I am an HIV positive Chicano gay man from Simi Valley, California. By looking at me you may not be able to see any of those things. You will also not be able to tell that I am a college-educated video maker and scared to death of my own culture. For the last several years I have grown comfortable with my gay identity. I have marched on the street, go-go danced in bars and wept at the death of people I respected who died from AIDS (Acquired Immune Deficiency Syndrome). So now I am also an AIDS activist. Full time.

Ray was an extraordinary storyteller, putting his body in places where he was labeled puto, Spanish slang for a male prostitute, an offense hurled at queer men and in Mexico used to describe cowards and traitors. Risking the possibility of repeated rejection, Ray returned to this community and insisted on his position within it. He refused to retreat from what was hard-won during his time in New York—how ACT UP enabled him to fashion an intersectional identity, pursue his professional and personal desires, and thrive. Ray depended on other members to provide him with the support that affirmed these aspirations before and during his illness.

Unlike the coronavirus pandemic, the AIDS epidemic was not treated as a national emergency. It was never perceived as imperiling normative family relations. The crime of government inaction—the refusal of public health resources including life-saving experimental treatments when there were no alternatives or withholding the dissemination of explicit and truthful information about sexual transmission and drug injection practices during the AIDS crisis—was tolerated precisely because it was not perceived as a threat to the nuclear family. The concentration of HIV infection and AIDS in poor and queer populations meant that the government considered the over one hundred thousand dead from AIDS by the end of 1990 to be expendable.

Bodies in Motion

Patricia’s willingness to come to New York and immerse herself in Ray’s world, rather than asking him to return to Los Angeles so that she could care for him at her home, was truly exceptional. AIDS and HIV treatments, social policies, and public health campaigns could not resort to heteronormative or familial narratives to garner sympathy and model compliance, so care for individual and public health during the early years of the AIDS epidemic became stories of queer networks of kinship and care. Traveling to Ray, literally and metaphorically, allowed Patricia to embrace the adult Ray had become: an AIDS activist and artist who had joined a grassroots activist organization that, by necessity, created a political model of queer kinship. In ACT UP, belonging and care was not predicated on or conferred by blood or soil. Care was offered when you joined others on the street with the intent to bring the AIDS crisis to an end. That seems like a low bar, but I assure you, it was not.

I suspect that what Patricia did couldn’t have been easy. She had to do what the rest of us did as members of ACT UP who cared for activists who were ill or dying. She had to attune herself to the nuances of Ray’s HIV infection and fully endorse his unwavering dedication to media activism, digital video and film curation, community organizing, and critical writing. And, most importantly, as a mother of a queer Chicano AIDS activist with HIV/AIDS, Patricia had to relinquish control over the way Ray “did” his illness. Instead, Ray required her to affirm and embrace his dependence on the ACT UP comrades, friends, and lovers who were already caring for him.

The care we provided flowed from the ethos of ACT UP. We prioritized, to the best of our ability, what we could do to enable Ray, always determined to be unruly with his body, to remain politically engaged and attend to his desire to make art and write, even as he became more physically debilitated. The ethos of ACT UP was to enable the most vulnerable to resist institutional demands for compliance in multiple registers—as a patient, a religious subject, as demographic data, or in the conditions of one’s death—for ACT UP was quick to critique standards of comportment designed to privilege the experience of the health care researcher or provider over the patient’s. And Ray was resolved throughout his illness to fight the ways in which the mainstream blamed people with AIDS for their sexual and social behaviors, and legitimized homophobic and racialized scapegoating. Close to the end, even when he became deaf, blind, and suffered from excruciating peripheral neuropathy, Ray lived to ensure that AIDS stigmatization couldn’t objectify him or use his body to make meaning of the AIDS epidemic. He authored the meaning of his situation, and he depended on us to make that happen for him.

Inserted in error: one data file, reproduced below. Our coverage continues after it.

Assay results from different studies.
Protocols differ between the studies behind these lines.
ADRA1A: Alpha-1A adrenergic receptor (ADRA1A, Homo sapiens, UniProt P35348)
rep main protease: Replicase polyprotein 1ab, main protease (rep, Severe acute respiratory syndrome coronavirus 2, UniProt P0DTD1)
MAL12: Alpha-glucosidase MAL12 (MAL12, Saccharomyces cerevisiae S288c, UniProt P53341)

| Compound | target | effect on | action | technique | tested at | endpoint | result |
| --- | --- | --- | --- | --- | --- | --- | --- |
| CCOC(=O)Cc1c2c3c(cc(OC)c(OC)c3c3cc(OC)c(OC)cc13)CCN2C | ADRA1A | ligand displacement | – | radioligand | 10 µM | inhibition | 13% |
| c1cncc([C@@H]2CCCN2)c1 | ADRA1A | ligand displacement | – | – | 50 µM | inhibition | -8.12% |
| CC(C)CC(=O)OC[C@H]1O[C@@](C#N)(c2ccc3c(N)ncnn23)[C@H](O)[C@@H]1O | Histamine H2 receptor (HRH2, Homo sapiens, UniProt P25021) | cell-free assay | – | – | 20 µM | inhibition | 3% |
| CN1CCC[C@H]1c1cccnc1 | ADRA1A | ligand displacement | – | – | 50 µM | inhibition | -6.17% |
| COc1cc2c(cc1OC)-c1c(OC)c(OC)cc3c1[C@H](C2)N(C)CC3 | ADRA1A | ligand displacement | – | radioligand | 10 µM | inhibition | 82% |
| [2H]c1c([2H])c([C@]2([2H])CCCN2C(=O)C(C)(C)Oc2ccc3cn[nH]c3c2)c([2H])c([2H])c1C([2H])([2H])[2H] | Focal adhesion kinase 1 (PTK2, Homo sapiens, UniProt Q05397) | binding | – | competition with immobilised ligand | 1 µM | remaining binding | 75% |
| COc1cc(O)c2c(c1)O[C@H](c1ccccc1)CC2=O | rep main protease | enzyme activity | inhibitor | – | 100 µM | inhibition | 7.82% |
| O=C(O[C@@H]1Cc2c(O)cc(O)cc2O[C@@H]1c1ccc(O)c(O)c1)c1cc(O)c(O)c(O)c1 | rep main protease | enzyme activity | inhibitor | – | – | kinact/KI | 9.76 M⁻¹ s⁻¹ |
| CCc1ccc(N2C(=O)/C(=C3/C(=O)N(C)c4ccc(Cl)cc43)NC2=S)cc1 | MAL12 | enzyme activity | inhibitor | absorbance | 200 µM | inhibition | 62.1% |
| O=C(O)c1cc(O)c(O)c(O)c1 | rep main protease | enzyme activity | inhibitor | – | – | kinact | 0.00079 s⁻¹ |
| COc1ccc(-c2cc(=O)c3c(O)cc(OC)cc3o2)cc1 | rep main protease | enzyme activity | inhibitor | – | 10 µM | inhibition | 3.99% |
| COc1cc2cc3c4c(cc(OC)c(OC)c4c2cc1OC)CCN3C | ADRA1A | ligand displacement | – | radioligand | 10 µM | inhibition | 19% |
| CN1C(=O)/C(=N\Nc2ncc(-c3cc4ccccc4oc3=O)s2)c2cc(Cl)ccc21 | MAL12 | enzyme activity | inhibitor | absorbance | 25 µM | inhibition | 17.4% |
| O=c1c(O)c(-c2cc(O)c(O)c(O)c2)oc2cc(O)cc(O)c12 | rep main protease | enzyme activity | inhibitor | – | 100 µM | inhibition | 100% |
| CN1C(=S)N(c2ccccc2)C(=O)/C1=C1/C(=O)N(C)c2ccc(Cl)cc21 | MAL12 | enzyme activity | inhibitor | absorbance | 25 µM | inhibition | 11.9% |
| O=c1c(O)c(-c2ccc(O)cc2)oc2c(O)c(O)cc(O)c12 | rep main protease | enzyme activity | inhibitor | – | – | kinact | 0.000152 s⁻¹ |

Each political funeral revealed a body upon which the government had perpetrated murderous neglect, a crime in which the majority of the American people were complicit because they did not rouse themselves to care.

As a queer activist movement, ACT UP did not only use direct action to speed anti-retroviral development and opportunistic infection treatments through the government’s testing and approval process. ACT UP’s legacy is that ethos of collective care in support of self-determination. The group supported People With AIDS’ (PWAs) right to choose not only the course of their medical care but the way in which they could continue to matter politically and socially. This ethos was conceived in opposition to the historical disempowerment of the ill when they transformed into “patients,” vulnerable in relation to state power. This set of ethics was derived from the 1983 Denver Principles, collectively authored by PWAs and summarized by ACT UP alumnus Moisés Agusto-Rosario in his 2017 article “Living the Denver Principles.” Its authors were diagnosed very early in the epidemic, and they convened to articulate “the foundation for the self-empowerment and self-determination for PWAs (People With AIDS). In 1983, when the principles were written, HIV was a death sentence that was too often used as an excuse to deny housing, health care, even funeral services.” The Denver Principles insisted that the person who was most affected should have access to all the information and research to determine their own treatment, that PWAs had the right to choose how they would navigate their illnesses, that they had full autonomy over their bodies, and, by extension, should control their own political and cultural legacies.